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Understanding Key Signatures

key signatureUnderstanding key signatures is one of the most difficult aspects of reading music notation. Without the key signatures, music notation can be read with a fairly limited amount of musical knowledge.

The default key signature, when no symbol is written, is C Major or A Minor, due to both scales containing the same notes. Most people initially learn to read music notation in these scales, so they are familiar with playing songs written in them.

The problem is that the symbols used for key signatures are not very intuitive and you must know every note in the scale of the key signature to be able to use it.

The key signature is indicates by “#” or “b” symbols written next to the time signature. The number of symbols written can range from one to six. A key signature of six “#” and six “b” symbols is that same, which is why it does not go any further. If six of either symbol is present, the key signature is the F# Major or D# Minor scale. If no symbol is written, the key signature is C Major or A Minor.

The confusing part of understanding key signature notation is that they symbols do not make sense without some understanding of music theory. Each “#” added indicates the key signature changes to the fifth of the previous key signature. For example, the fifth of the C Major scale is “G,” so a key signature of “#” is the G Major scale.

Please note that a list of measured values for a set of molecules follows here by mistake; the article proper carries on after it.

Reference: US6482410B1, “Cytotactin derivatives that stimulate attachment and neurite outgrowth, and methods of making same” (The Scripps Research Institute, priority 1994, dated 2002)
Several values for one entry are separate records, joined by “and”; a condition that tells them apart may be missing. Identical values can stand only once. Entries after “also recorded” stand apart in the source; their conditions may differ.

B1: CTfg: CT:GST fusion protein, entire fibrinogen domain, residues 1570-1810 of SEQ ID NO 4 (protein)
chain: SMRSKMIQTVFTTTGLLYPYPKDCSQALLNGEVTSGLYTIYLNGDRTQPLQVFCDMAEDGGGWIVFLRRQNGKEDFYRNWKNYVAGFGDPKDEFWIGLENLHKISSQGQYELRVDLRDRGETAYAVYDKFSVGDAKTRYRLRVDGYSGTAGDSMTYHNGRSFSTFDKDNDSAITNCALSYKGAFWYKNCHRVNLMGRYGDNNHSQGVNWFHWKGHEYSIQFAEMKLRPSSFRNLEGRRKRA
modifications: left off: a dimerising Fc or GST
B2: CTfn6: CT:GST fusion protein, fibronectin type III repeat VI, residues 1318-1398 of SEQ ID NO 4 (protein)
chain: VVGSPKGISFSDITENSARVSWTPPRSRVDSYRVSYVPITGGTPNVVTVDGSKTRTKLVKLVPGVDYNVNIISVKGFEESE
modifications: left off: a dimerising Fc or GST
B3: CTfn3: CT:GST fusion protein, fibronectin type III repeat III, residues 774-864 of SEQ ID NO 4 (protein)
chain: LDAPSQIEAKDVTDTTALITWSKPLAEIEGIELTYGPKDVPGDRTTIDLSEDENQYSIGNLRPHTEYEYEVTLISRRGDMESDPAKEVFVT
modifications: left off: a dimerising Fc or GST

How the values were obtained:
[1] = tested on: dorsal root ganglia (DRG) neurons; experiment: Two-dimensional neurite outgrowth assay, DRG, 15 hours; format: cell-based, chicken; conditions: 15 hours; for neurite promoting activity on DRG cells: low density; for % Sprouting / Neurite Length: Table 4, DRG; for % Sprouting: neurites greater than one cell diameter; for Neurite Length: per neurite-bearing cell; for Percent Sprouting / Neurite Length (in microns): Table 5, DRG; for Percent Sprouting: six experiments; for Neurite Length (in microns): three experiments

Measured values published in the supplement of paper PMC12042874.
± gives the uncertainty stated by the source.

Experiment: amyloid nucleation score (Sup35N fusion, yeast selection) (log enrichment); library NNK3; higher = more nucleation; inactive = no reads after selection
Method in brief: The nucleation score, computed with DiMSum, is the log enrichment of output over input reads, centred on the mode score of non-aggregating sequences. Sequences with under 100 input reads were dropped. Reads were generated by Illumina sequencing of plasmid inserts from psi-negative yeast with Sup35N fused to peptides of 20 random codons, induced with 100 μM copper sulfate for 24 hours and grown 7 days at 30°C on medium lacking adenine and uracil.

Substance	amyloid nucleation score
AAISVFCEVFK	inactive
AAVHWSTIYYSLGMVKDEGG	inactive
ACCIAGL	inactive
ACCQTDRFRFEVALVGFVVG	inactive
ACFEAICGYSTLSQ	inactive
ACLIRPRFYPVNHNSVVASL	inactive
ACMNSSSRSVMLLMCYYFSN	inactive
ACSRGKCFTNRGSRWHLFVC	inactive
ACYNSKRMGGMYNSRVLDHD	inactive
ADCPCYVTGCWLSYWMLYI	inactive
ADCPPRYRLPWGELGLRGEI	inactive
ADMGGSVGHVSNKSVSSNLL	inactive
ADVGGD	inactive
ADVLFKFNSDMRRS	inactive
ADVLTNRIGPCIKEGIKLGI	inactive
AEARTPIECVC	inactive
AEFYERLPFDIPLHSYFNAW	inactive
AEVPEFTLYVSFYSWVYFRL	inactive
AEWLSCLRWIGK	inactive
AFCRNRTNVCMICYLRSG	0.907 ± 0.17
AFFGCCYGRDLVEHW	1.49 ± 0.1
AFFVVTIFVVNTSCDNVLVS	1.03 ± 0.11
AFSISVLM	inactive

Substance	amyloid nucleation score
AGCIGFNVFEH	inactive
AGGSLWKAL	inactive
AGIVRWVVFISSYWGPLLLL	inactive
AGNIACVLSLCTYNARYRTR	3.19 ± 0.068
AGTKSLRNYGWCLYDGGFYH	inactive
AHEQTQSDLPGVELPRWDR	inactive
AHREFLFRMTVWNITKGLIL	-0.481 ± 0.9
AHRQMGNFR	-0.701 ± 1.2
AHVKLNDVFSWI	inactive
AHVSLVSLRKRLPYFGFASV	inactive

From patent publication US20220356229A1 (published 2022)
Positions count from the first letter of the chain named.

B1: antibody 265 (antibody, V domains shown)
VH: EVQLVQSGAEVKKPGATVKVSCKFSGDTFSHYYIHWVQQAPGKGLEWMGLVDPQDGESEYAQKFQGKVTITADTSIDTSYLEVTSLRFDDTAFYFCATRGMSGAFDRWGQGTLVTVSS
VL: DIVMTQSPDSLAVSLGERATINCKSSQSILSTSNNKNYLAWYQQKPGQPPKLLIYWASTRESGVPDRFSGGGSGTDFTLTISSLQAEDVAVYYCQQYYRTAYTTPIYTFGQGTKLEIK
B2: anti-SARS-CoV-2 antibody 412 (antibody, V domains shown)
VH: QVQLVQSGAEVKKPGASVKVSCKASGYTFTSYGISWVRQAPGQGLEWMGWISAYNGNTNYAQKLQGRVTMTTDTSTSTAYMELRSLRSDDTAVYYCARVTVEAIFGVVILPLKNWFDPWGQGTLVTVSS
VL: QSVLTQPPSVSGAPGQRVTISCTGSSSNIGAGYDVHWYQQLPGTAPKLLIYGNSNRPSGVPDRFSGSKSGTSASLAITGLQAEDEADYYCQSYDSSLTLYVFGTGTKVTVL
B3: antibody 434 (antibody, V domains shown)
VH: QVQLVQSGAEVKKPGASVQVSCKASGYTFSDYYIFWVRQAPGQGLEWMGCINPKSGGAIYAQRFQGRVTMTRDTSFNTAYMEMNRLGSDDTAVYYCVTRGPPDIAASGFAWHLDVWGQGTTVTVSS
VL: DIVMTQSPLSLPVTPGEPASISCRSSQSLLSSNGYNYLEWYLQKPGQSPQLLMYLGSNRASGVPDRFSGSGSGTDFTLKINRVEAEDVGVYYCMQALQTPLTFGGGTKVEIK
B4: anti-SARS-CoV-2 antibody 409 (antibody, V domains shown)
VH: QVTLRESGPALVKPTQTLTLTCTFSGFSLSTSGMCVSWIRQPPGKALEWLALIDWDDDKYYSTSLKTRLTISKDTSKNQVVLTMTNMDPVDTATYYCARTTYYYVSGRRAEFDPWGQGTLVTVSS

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very freeThe fifth of the G Major scale is “D,” so the “##” key signature is D Major. The same pattern is used for minor The “b” symbol indicates the key signature changes to the fourth note. The fourth note for C Major is “F,” so the key signature for “b” is F Major.

Once you know what key signature, you still need to know what notes are in that key signature to understand it. The purpose of the key signature is to modify the notes that are written as natural notes in music notation. The notation vastly simplifies writing songs in keys other than C Major or A Minor, that contains notes that normally would be accidentals in those two scales.

The key signature does not change the letter of each line or space. For example, the middle line between the treble clef and bass clef is a “C” line. However, if the key signature has “C#” as a note instead of “C,” the line becomes a “C#” note.

For example, normally the treble clef contains the notes E, F, G, A, B, C, D, E, F going up. The B Major scale contains the notes B, C#, D#, E, F#, G# and A#. That means the treble clef in the B Major key signature reads E, F#, G#, A#, B, C#, D#, E, F# instead.

Understanding key signature requires a decent knowledge of music theory. You need to understand what notes are in the key signature scale before you can play it. The pattern of change between key signatures is fairly complex, so there is no easy way around it. The circle of fifths, a common diagram used in many musician instruction books, can be very helpful for understanding key signature.

These diagrams arrange the notes in a circle, progressing by fifths going to the right and fourths going to the left. As a result, it follows the same progression that key signature notation does. In many cases, these diagrams also display the actual key signature for each scale.

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